He is Risen. and stuck in traffic in the parking lot.
Unless something appears that is radically better than this frame, this is the earliest yet that I’ve posted My Final Photo.
The photo of a packed parking lot with the transit of cars from two Masses attempting to quickly navigate roadways designed for more moderate traffic completes my 40 Days of Lent series that began Ash Wednesday and is finished today.
I’m not sure how many photos I shot during the daily visits to the church. I do know that I’m probably among a small number of parishioners who’ve visited the church every day for Lent. I’m positive I’m the only one who did it with a camera.
Good Friday is a unique day for Catholics for more than all the obvious Easter related reasons.
This is the day the Tabernacle sits empty. It is the only day when the Blessed Sacrament is not in the church revered and protected in its place at the altar.
All adornment is removed, covered , or extinguished. Altar cloths are removed. Candles are extinguished. Statues are covered in purple cloth.
The celebration of the presence of Christ is removed from the church. For one day it is emptied of faith.
My original idea for My Final Photo was very simple. I’d shoot the empty Tabernacle to illustrate the dramatic change in the church. And I’d shoot a couple of the statues now draped in purple with the normal presence of prayer candles at their sides. This was an easy part of the day. Not too much difficulty in either of these photos.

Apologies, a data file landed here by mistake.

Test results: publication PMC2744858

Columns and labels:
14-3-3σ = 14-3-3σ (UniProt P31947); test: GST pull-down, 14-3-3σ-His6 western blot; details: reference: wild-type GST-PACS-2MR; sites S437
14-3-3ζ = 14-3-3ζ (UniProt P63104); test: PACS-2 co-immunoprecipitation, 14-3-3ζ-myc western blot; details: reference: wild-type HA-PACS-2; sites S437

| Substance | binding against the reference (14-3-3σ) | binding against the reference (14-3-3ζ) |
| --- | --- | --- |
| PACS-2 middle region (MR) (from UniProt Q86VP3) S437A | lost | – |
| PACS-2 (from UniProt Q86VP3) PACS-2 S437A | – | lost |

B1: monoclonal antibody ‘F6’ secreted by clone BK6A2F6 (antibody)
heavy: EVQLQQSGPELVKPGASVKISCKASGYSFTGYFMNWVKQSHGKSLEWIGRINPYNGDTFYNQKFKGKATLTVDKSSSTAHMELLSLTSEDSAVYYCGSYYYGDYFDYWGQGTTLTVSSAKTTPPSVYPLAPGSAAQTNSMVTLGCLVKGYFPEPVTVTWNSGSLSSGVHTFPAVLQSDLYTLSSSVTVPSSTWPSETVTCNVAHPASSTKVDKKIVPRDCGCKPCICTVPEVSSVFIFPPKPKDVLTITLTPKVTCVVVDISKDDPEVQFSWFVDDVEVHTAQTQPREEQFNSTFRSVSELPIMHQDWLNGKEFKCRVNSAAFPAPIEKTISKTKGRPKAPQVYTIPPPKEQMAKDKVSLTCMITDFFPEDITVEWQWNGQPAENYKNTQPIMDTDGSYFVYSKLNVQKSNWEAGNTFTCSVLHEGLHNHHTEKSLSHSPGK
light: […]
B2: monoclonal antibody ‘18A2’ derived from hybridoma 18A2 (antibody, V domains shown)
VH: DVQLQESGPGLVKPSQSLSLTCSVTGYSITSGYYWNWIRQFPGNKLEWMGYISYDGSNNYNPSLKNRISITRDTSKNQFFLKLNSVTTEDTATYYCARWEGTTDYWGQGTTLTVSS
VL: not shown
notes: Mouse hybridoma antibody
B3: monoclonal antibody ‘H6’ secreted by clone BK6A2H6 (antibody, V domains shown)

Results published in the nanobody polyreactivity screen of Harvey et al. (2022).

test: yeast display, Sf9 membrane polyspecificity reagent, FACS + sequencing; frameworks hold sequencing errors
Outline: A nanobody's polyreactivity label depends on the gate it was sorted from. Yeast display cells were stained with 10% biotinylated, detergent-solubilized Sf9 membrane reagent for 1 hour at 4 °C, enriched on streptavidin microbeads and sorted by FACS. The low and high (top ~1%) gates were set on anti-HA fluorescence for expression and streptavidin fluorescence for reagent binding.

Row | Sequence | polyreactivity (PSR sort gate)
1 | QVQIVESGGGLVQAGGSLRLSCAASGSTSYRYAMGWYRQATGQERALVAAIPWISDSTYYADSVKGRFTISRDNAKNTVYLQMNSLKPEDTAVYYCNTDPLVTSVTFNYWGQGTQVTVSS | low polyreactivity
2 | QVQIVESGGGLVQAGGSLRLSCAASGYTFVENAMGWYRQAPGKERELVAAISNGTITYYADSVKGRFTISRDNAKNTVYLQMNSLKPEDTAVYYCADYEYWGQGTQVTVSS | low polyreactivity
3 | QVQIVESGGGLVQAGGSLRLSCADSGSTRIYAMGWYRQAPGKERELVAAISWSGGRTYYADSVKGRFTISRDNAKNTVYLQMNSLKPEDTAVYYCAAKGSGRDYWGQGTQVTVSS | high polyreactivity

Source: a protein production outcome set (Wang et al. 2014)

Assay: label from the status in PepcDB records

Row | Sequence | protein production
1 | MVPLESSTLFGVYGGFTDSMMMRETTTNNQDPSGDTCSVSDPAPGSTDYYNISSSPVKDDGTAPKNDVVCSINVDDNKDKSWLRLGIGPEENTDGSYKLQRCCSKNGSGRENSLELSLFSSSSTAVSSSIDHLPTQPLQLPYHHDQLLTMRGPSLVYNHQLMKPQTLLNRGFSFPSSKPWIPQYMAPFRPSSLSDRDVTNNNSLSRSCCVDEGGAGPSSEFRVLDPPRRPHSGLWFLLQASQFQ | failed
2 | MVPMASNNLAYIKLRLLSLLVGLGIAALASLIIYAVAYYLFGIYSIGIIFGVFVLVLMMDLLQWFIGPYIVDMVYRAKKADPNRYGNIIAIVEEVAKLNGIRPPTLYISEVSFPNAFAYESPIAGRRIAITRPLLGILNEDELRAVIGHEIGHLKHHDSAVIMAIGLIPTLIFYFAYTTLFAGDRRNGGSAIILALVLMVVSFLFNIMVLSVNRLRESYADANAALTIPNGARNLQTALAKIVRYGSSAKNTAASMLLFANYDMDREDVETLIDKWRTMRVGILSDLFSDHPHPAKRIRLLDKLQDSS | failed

I left the church for a short side trip before going home for a fish dinner but quickly returned when the clouds changed as sunset approached. I knew there would be difficulty shooting the church with the sun radiating through the clouds behind it. The church is great to see, but there are a lot of objects in the foreground that can be distracting for a photographer. Plus, any shooting position is from a lower angle than the church so the cross spire only shows if you shoot it from an oblique angle.
Fortunately, or blessedly if you’re faithful, the clouds moved through a variety of configurations with the cross atop the church framed by openings in the clouds and with the sun moving across the sky behind it.
I was late for dinner. I was blessed on a day the church was empty.
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I’ve spent several weeks going to church every day. My mother and grandmother would be proud. My father would be as proud but wouldn’t talk about it very much. It wasn’t that he lacked faith. He was just glad to be alive after floating several days in the Mediterranean Ocean when his destroyer was sunk by a German torpedo plane. He paid back the favor of survival with good deeds, kind words, and no complaints.
My task isn’t necessarily one of faith. I’ve spent every day at church hoping to put together a series of photos that show some of the things that happen at St. Paul during the Easter season. I began on Ash Wednesday with a photo of a grandchild with the smoky sign of the cross on her forehead.
Today’s photo is an exterior to show the front of the church as it will never be seen again. At least, that’s the plan.
Workers tomorrow will install a new stained glass window in the middle circular window above the entrance. It will be dedicated to Father Lavelle who recently retired from the parish. The cost was borne by parishioners whose donations paid for the window. More than enough was raised so additional stained glass windows will be installed later.
Shot as a three frame 2-stop HDR image processed in Oloneo PhotoEngine and Photoshop.
I hope to be back tomorrow night about the same time for a photo of the new window shining brightly above the doorway.
To add to the Lenten collection, here’s an iPhone photo of stained glass from inside the church. It was shot with the Constructr app processed with Camera+.